I’m sure that you have noted my use of the word was. In my opinion, PIXAR doesn’t have it anymore. For almost two decades, they made some of the most original animated films like Toy Story, A Bug’s Life, The Incredibles, WALL-E, but they peaked with Up. Since then, they have had very successful sequels with Toy Story 3 and Cars 2, but nothing original. Even last summer’s offering of Brave, with a princess who didn’t want to be a princess and a human that transforms into a bear, was territory covered before by Disney and was not done especially well that time around.
There was a time when PIXAR really mastered story. I still find the story-telling of PIXAR’s films could intelligently appeal to adults as well as kids. Now, I feel PIXAR is catering to its least creative denominator, betting on “sure things” like sequels to its already established franchises and not trying out something creative and potentially risky. I’m told PIXAR’s newest offerings will be a prequel to Monster’s Inc known as Monster’s University, and Planes, an aerial world from the Cars movies. These are safe bets for money in the box office, not to mention the money obtained from merchandise.
From out of nowhere, Disney’s CG department brings us Wreck-It Ralph. For years, Disney’s CG animated films were mediocre at best with Dinosaur, Chicken Little, but I felt that Meet the Robinsons was a true gem due to its masterful storytelling. Wreck-It Ralph is a film that both original and, at the same time, an homage.
Wreck-It Ralph celebrates video games, and it presents us a world where video game characters have a life of their own after the “Game Over”. Like early PIXAR films, Wreck-It Ralph shows us a microcosm that I can really believe in. Apparently, video game characters, like the toys of Toy Story, have lives and often contemplate the meaning of life, even in the midst of being forced to play a show. Wreck-It Ralph gives us a world where video game characters actually meet up thanks to train tunnels on video game cords, and come together at a Hub known as Game Central Station.
The film is really about how someone moves from being a villain to becoming a good guy. This is really a story that is as old as the Bible, honestly. Since Ralph was created to be a bad guy, he can’t help but want the benefits that good guys have, like Fix-it Felix Jr, the hero of Ralph’s game. There is a hysterical scene where Ralph is sharing to a group called Evil-Anon, and there are some famous video game villains in attendance like the orange ghost from Pac-man and Bowser from Super Mario Brothers. I’m sure Disney had to do a lot of work to get permissions to use these characters, and it was worth it.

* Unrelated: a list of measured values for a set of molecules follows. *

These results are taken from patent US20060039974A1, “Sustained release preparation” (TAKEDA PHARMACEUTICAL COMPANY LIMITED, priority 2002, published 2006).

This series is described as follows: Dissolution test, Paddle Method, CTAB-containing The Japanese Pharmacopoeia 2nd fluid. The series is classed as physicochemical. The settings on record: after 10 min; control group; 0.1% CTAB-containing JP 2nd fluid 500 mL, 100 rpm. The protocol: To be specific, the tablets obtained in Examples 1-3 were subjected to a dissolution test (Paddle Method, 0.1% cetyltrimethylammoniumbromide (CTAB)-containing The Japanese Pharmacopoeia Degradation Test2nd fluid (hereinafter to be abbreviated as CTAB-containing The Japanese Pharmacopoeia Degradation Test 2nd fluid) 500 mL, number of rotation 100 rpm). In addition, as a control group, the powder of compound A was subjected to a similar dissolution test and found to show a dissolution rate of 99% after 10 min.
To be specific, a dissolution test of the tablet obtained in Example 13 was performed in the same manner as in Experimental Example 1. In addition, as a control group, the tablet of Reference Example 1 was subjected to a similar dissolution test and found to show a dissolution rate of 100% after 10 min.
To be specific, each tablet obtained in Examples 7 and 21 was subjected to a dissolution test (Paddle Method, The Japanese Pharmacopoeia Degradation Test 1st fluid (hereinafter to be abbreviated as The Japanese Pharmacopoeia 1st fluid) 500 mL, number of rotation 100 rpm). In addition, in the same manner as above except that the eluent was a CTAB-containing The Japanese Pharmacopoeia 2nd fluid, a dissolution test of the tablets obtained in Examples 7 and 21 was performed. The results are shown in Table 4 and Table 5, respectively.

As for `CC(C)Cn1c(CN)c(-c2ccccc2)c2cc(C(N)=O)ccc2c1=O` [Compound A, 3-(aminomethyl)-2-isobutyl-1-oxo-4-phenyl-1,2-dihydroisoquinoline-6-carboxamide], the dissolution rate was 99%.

Ralph realizes that in order to be a hero, he has to earn a medal. He quickly discovers that he can earn one in a game known as Hero’s Duty, which is a clear reflection of the popular Halo series. There is even a Master Chief character played perfectly by Jane Lynch, and I’m certain the role was written with her in mind. Eventually, Ralph finds himself in a game called Sugar Rush, which is a mix of Candy Land and Mario Kart. When he meets a sweet yet sassy girl named Vanelope, it is pretty obvious what will happen next. As we learned in Lilo and Stitch, nothing changes a being designed for chaos and evil then the pure heart of a little girl. Yes, there is some re-used Disney themes and situations in Wreck-It Ralph, but this time, it works.
Wreck-It Ralph is one of those films like Inception or The Matrix, where the viewer is taken into a fantastic world, but there are still rules and regulations. Many times these rules have to be explained, and there are times where it is somewhat confusing. I’m not certain whether or not the whole world of Wreck-It Ralph holds together, logically. However, I found the extended metaphor of video game characters existing in their own world works so well that it really doesn’t matter. I’m glad the studio didn’t make a dumbed-down story. In fact, Disney probably could have created the story around Donkey Kong and Mario, as Wreck It Ralph and Fix-it Felix are clear satires of these famed video game characters. Even if Nintendo would have given them the rights, I prefer the fake video game characters that Disney made up for the sake of the story.
I’m sure that Disney will attempt a sequel to this film, even though I can’t think of anything more that could happen to these characters. Personally, I think the best thing they can do is keep Wreck-It Ralph on the shelf as a completed work, and not do it to death. If Disney’s CG department can produce even a handful of stories as good as Wreck-It Ralph, then Disney won’t need PIXAR anymore.